The Imperial Family
王(wang): Equivalent to a prince. There are imperial princes and non-imperial princes. Imperial princes are those that can claim a relation to an Emperor, and he, or one of his male ancestors, was a son to the Emperor. Non-imperial princes can occur for a variety of other reasons. There are also rankings within 王 as a major rank.
亲王 (qinwang): the highest rank of wang. Qin means the closest, most intimate, of one’s own.
王妃(wang fei): the wife of a prince, equivalent to a princess. The wife would be called —王妃 according to the title of the 王 she was married to.
公主 (gong zhu): princess. Most princesses are daughters of the Emperor but some noblewomen would be bestowed the title of a princess if they were to be married (or given) in alliance to the ruler of another country.
长 公主 (chang gong zhu): Princess royal or literally eldest princess. A title decreed by the emperor which ranks the princess a rank above normal princesses.
驸马: the husband of a princess, the emperor’s son-in-law.
郡主: a rank below princess. Daughters of wang. Not all daughters can be ennobled, it usually has to decreed by the emperor. Usually the eldest legitimate daughter of a wang.
妃: fei, concubine of the Emperor. Fei is the highest major rank in the Imperial Harem, below the Empress, depending on the dynasty. There are sub-rankings within the fei.
皇贵妃 (huang guifei): imperial noble fei. Highest position in the Imperial Harem possible under the Empress.
贵妃 (guifei): literally noble/valued fei. A rank above normal fei.
嫔 (pin): one of the middle ranks. In most dynasties, it is a rank lower than fei.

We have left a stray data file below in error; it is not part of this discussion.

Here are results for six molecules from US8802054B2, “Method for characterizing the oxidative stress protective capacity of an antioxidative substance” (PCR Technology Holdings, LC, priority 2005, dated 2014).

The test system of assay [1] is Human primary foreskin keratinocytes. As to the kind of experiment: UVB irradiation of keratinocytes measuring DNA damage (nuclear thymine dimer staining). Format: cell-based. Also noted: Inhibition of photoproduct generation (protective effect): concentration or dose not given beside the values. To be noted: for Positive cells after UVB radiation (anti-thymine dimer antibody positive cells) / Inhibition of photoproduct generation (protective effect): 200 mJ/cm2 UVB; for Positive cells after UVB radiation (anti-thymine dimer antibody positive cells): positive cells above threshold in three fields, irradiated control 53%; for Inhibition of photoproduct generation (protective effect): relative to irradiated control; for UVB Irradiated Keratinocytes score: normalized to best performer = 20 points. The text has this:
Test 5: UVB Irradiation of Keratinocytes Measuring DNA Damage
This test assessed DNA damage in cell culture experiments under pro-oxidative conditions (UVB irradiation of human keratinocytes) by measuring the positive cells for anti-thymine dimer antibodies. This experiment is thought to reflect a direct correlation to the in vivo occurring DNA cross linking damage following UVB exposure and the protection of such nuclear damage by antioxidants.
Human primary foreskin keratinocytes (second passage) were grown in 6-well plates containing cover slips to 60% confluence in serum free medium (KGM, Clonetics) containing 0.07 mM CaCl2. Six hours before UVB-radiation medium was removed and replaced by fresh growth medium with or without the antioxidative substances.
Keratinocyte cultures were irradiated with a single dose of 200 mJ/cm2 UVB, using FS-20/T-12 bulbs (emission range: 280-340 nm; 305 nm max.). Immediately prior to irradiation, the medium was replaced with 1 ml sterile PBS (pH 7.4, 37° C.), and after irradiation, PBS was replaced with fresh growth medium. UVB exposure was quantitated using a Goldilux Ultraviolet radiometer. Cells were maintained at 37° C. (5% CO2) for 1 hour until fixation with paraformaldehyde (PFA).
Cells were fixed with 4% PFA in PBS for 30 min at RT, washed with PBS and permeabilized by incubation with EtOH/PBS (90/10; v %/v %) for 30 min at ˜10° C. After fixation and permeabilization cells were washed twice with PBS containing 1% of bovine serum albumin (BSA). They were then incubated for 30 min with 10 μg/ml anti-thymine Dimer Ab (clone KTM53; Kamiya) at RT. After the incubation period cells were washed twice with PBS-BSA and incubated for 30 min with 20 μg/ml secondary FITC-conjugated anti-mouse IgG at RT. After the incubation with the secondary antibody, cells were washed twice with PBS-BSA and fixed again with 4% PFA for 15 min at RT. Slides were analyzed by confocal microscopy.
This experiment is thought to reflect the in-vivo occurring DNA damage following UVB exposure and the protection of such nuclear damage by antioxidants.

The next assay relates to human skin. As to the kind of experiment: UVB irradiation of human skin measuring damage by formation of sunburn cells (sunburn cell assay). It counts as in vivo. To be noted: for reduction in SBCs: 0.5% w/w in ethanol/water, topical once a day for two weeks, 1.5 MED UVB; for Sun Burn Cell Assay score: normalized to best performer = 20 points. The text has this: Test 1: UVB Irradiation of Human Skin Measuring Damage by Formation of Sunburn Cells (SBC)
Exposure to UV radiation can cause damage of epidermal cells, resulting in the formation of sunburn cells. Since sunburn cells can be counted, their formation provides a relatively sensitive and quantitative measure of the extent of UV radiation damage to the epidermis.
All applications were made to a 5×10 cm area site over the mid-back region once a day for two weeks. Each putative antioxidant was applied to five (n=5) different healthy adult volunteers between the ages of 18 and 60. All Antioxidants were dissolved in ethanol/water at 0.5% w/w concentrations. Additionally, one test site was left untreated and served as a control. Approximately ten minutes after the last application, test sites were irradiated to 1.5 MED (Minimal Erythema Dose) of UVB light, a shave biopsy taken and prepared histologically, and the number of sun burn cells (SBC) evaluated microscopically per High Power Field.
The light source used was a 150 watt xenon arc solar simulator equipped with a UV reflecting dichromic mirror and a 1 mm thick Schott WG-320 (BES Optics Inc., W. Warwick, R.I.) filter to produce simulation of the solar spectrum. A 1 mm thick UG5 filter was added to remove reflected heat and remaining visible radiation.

良娣 (liang di): one of the intermediate ranks.
才人(cairen): lower-ranked concubine of Emperor.
Concubines (in the wang fu)
侧妃 (ce fei): a “side” fei. The woman could be interpreted to be a secondary or vice “wife” of a wang. However, in the dynasty of the novel, the position of the ce fei is not official, and is by the whim of the wang. Consequently, a ce fei only differs from other concubines in terms of the money and treatment she receives. She also isn’t recorded onto the zupu (族 谱) or genealogy of the man she “marries”, essentially meaning she disappears and her children wouldn’t be attributed to her. In other dynasties, such as the Qing, a ce wife has to be appointed by the Emperor, similar to the primary wife, will be recorded on the genealogy books and can have her children under her name.
侍妾 (shique): concubines which are ranked lower than ce fei. They receive less money and have less servants than a ce fei as well as other differences in treatment. Shique that serve wangs and other high-ranked nobility are usually “legitimate” children born of the wife of their father who may be of minor nobility or a lower-ranked official.